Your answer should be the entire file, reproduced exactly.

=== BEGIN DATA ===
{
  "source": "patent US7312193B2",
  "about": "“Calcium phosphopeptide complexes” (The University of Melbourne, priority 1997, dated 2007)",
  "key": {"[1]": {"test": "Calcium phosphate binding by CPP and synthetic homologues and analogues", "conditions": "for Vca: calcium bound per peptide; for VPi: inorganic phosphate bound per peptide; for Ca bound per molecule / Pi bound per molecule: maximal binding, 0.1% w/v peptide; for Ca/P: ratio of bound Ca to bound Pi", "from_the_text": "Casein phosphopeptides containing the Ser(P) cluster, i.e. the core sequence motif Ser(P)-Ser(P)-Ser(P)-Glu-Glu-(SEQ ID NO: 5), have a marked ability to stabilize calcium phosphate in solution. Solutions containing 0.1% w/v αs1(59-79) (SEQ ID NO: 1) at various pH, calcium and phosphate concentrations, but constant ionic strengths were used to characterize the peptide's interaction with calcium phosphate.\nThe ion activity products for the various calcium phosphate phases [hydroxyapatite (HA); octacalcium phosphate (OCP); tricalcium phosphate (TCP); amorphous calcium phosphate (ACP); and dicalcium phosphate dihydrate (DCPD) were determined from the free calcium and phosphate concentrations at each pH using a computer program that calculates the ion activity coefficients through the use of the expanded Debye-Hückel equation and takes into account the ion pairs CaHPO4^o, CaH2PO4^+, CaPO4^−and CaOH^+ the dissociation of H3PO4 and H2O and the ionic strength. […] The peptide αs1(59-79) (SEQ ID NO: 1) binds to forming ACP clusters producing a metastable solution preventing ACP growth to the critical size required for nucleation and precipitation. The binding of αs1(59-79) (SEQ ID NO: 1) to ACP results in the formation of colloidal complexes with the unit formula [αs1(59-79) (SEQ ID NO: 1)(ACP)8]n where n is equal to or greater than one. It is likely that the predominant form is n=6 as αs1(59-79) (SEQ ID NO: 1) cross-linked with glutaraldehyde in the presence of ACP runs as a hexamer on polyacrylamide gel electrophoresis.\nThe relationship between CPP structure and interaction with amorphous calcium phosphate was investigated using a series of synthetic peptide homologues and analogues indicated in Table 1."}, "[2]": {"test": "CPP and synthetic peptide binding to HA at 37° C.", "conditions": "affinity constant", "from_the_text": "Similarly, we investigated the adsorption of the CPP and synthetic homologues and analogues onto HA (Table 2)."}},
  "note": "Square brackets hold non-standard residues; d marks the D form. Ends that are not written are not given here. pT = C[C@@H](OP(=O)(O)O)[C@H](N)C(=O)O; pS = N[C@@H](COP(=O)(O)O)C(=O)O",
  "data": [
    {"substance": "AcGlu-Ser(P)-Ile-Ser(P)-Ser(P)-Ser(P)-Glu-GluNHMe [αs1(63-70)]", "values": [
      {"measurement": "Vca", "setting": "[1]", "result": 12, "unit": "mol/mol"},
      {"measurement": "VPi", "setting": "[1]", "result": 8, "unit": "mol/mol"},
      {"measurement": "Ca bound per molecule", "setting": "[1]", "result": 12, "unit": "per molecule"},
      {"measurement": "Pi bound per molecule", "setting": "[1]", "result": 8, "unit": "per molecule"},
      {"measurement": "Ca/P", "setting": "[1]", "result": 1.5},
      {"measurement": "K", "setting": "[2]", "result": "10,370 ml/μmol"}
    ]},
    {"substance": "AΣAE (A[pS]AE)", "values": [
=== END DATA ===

{
  "source": "patent US7312193B2",
  "about": "“Calcium phosphopeptide complexes” (The University of Melbourne, priority 1997, dated 2007)",
  "key": {"[1]": {"test": "Calcium phosphate binding by CPP and synthetic homologues and analogues", "conditions": "for Vca: calcium bound per peptide; for VPi: inorganic phosphate bound per peptide; for Ca bound per molecule / Pi bound per molecule: maximal binding, 0.1% w/v peptide; for Ca/P: ratio of bound Ca to bound Pi", "from_the_text": "Casein phosphopeptides containing the Ser(P) cluster, i.e. the core sequence motif Ser(P)-Ser(P)-Ser(P)-Glu-Glu-(SEQ ID NO: 5), have a marked ability to stabilize calcium phosphate in solution. Solutions containing 0.1% w/v αs1(59-79) (SEQ ID NO: 1) at various pH, calcium and phosphate concentrations, but constant ionic strengths were used to characterize the peptide's interaction with calcium phosphate.\nThe ion activity products for the various calcium phosphate phases [hydroxyapatite (HA); octacalcium phosphate (OCP); tricalcium phosphate (TCP); amorphous calcium phosphate (ACP); and dicalcium phosphate dihydrate (DCPD) were determined from the free calcium and phosphate concentrations at each pH using a computer program that calculates the ion activity coefficients through the use of the expanded Debye-Hückel equation and takes into account the ion pairs CaHPO4^o, CaH2PO4^+, CaPO4^−and CaOH^+ the dissociation of H3PO4 and H2O and the ionic strength. […] The peptide αs1(59-79) (SEQ ID NO: 1) binds to forming ACP clusters producing a metastable solution preventing ACP growth to the critical size required for nucleation and precipitation. The binding of αs1(59-79) (SEQ ID NO: 1) to ACP results in the formation of colloidal complexes with the unit formula [αs1(59-79) (SEQ ID NO: 1)(ACP)8]n where n is equal to or greater than one. It is likely that the predominant form is n=6 as αs1(59-79) (SEQ ID NO: 1) cross-linked with glutaraldehyde in the presence of ACP runs as a hexamer on polyacrylamide gel electrophoresis.\nThe relationship between CPP structure and interaction with amorphous calcium phosphate was investigated using a series of synthetic peptide homologues and analogues indicated in Table 1."}, "[2]": {"test": "CPP and synthetic peptide binding to HA at 37° C.", "conditions": "affinity constant", "from_the_text": "Similarly, we investigated the adsorption of the CPP and synthetic homologues and analogues onto HA (Table 2)."}},
  "note": "Square brackets hold non-standard residues; d marks the D form. Ends that are not written are not given here. pT = C[C@@H](OP(=O)(O)O)[C@H](N)C(=O)O; pS = N[C@@H](COP(=O)(O)O)C(=O)O",
  "data": [
    {"substance": "AcGlu-Ser(P)-Ile-Ser(P)-Ser(P)-Ser(P)-Glu-GluNHMe [αs1(63-70)]", "values": [
      {"measurement": "Vca", "setting": "[1]", "result": 12, "unit": "mol/mol"},
      {"measurement": "VPi", "setting": "[1]", "result": 8, "unit": "mol/mol"},
      {"measurement": "Ca bound per molecule", "setting": "[1]", "result": 12, "unit": "per molecule"},
      {"measurement": "Pi bound per molecule", "setting": "[1]", "result": 8, "unit": "per molecule"},
      {"measurement": "Ca/P", "setting": "[1]", "result": 1.5},
      {"measurement": "K", "setting": "[2]", "result": "10,370 ml/μmol"}
    ]},
    {"substance": "AΣAE (A[pS]AE)", "values": [